But there must surely be something wrong when the church's 'defence' of holy matrimony quite needlessly involves perpetuating what many will understandably see as an unholy injustice against established live-in couples by denying them legal rights.

Wider implications

Ekklesia is of course aware of the large implications for the tax and benefit system arising from the alternative marriage / civic partnership framework it is suggesting, and indeed for many other areas of public policy.

This is not our area of specialism, but we believe that with the recognition of new guiding principles it is an issue which can be faced fruitfully. And we believe that the kind of fresh framework we are suggesting could make the system less complex in the long run.

Similarly, the theological debate about relationships, sexuality and marriage could be re-opened in the churches in a much more positive and challenging way -- one that might encourage Christians of different outlooks to stop using the Bible and ecclesial authority as weapons, and to focus instead on their role in helping to give birth to the hope-centred new community that Christ creates.

In summary, what Ekklesia is recognising and suggesting is that:

  1. Our current confusion between the civil (secular), juridical (legal) and sacramental (religious) meanings of marriage arises from the 'Christendom' assumption that religious understandings can be superimposed on society through the state, and vice versa.
     
  2. It is positive to enable people to express their civil commitments in legal terms which reflect the variety of long-term partnerships people are actually forming - and which offer as much stability, especially for children, as possible.
     
  3. What the church calls marriage is not just another name for a legal and civil arrangement - it is specifically about the kind of relationships made possible by God's love and the community of people who seek to be transformed by this love through worship, common life, mutual forgiveness, and discipleship.
     
  4. If you try to force everyone in society into a one-size-fits-all legal arrangement you risk devaluing what is possible for different kinds of partnerships, sell short the meaning of Christian marriage - and end up in something of a no-win mess. That is where we are right now.

Further questions about social impact and form

We recognise that what we are saying will raise ire and eyebrows in a number of quarters. Christians trying to do away with marriage? Whatever next?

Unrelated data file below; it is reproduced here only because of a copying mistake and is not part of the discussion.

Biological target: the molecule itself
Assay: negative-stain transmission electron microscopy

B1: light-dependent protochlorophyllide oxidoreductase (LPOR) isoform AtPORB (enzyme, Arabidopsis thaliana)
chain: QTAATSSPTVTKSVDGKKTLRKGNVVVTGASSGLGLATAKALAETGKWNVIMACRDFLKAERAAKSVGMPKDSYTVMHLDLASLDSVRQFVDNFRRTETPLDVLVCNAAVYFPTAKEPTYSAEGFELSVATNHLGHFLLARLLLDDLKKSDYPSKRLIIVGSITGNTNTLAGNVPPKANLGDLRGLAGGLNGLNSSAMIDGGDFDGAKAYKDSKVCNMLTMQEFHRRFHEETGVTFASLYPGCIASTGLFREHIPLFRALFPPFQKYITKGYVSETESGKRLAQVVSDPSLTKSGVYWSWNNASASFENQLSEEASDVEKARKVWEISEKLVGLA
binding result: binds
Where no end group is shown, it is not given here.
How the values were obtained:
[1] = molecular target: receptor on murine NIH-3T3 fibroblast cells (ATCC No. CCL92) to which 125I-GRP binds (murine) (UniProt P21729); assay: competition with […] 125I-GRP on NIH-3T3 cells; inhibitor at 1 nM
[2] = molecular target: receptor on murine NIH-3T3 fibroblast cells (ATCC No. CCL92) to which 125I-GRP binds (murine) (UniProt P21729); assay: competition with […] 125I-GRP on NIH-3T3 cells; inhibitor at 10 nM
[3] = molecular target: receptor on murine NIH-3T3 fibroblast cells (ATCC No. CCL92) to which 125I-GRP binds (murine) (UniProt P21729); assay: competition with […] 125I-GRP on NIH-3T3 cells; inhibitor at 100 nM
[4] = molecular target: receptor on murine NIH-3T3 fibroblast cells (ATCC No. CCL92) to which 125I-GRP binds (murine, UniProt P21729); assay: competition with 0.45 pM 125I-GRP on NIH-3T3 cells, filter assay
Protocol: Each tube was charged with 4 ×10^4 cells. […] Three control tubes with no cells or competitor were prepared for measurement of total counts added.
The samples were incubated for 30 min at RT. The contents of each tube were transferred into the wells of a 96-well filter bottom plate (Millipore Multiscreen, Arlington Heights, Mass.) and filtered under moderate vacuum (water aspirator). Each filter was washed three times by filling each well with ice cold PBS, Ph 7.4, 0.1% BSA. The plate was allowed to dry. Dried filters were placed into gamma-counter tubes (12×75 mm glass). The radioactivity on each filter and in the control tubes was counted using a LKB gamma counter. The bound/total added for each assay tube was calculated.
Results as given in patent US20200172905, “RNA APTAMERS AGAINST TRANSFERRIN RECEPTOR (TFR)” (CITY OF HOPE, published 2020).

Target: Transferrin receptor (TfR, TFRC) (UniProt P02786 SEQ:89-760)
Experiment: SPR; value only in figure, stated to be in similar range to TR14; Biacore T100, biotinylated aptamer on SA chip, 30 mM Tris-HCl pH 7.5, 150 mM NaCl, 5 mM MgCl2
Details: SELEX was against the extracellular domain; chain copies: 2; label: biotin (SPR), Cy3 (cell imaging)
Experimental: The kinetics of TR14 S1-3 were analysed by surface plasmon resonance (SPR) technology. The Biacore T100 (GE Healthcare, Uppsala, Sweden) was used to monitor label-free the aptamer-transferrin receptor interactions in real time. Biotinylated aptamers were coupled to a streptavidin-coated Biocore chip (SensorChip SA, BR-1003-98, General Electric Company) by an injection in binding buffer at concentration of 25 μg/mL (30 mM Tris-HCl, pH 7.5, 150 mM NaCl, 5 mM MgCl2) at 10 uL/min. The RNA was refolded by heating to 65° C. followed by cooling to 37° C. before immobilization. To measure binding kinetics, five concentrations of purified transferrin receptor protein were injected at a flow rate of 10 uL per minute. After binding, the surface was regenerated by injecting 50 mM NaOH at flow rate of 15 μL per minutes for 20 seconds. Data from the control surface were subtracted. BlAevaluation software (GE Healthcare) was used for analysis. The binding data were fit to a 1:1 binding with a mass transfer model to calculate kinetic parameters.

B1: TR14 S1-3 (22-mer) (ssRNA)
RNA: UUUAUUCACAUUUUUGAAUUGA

So we wish to emphasise that in suggesting that 'legal marriage' might no longer be adequate as presently conceived, we are not trying to abolish faithful, long-term relationships. Far from it, we are inviting both civil society and religious bodies to find better ways of encouraging them.

What we are saying is that it is unhelpful to pretend that there is only one view of marriage -- and then either to give everything that label, or to deny proper civic recognition to other live-in relationships because they are (from a Christian or other viewpoint) 'not marriage'.

People definitely need solid frameworks for their societal relationships, appropriate legal rights, clear provision for children, a coherent framework for tax and benefits, and so on. But that does not have to be based on one type of arrangement alone. Nor does it have to privilege some arrangements over others through the tax system (as the Church of England and other churches recommend).

Moreover, social stability and growth is not just about partnerships and nuclear families, important though these are. It is also about wider kinship, community, neighbourhood and friendship networks. It is about envisaging and working towards a fairer, more equal, more hospitable, more trust-based (faithful) and less acquisitive way of life.

Meanwhile, religious communities have their own practical ideal of marriage as a key component of a healthy society. They will naturally seek to develop and offer this as widely as possible, and they will be judged in doing so by the fruits of what they do and say. But requiring others to fit themselves around their own definition/understanding by common law benefits no-one. It is confusing and counter-productive for all concerned.

From a specifically Christian viewpoint

As we have been pointing out, 'Christian marriage' is not just another term for a legal and civil partnership arrangement; it has the potential, Christians believe, to be about something much more -- the transforming possibilities of God; a permanent covenantal commitment, rather than an alterable civil-legal agreement.